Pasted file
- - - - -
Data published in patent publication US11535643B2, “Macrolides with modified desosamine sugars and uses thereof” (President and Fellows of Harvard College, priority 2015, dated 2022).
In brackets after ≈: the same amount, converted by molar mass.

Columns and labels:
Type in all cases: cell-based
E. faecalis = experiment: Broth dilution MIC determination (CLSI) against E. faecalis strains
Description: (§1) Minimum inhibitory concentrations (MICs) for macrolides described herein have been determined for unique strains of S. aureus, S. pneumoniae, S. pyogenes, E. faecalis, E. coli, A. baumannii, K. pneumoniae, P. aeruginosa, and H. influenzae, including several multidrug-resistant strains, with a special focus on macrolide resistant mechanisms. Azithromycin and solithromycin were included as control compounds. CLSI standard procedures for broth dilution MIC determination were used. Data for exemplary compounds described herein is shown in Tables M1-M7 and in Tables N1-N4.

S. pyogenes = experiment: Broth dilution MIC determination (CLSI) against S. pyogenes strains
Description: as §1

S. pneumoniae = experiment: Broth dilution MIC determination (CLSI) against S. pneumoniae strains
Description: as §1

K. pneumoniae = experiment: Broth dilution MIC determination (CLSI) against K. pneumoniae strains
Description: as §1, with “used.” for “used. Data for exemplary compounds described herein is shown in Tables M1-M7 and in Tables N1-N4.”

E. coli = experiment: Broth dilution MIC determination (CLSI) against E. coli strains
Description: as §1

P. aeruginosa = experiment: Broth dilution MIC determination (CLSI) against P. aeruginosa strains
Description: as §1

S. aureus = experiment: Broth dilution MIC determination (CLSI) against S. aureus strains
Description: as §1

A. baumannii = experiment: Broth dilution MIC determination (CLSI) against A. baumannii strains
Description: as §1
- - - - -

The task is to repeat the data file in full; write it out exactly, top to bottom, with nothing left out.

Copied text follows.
Data published in patent publication US11535643B2, “Macrolides with modified desosamine sugars and uses thereof” (President and Fellows of Harvard College, priority 2015, dated 2022).
In brackets after ≈: the same amount, converted by molar mass.

Columns and labels:
Type in all cases: cell-based
E. faecalis = experiment: Broth dilution MIC determination (CLSI) against E. faecalis strains
Description: (§1) Minimum inhibitory concentrations (MICs) for macrolides described herein have been determined for unique strains of S. aureus, S. pneumoniae, S. pyogenes, E. faecalis, E. coli, A. baumannii, K. pneumoniae, P. aeruginosa, and H. influenzae, including several multidrug-resistant strains, with a special focus on macrolide resistant mechanisms. Azithromycin and solithromycin were included as control compounds. CLSI standard procedures for broth dilution MIC determination were used. Data for exemplary compounds described herein is shown in Tables M1-M7 and in Tables N1-N4.

S. pyogenes = experiment: Broth dilution MIC determination (CLSI) against S. pyogenes strains
Description: as §1

S. pneumoniae = experiment: Broth dilution MIC determination (CLSI) against S. pneumoniae strains
Description: as §1

K. pneumoniae = experiment: Broth dilution MIC determination (CLSI) against K. pneumoniae strains
Description: as §1, with “used.” for “used. Data for exemplary compounds described herein is shown in Tables M1-M7 and in Tables N1-N4.”

E. coli = experiment: Broth dilution MIC determination (CLSI) against E. coli strains
Description: as §1

P. aeruginosa = experiment: Broth dilution MIC determination (CLSI) against P. aeruginosa strains
Description: as §1

S. aureus = experiment: Broth dilution MIC determination (CLSI) against S. aureus strains
Description: as §1

A. baumannii = experiment: Broth dilution MIC determination (CLSI) against A. baumannii strains
Description: as §1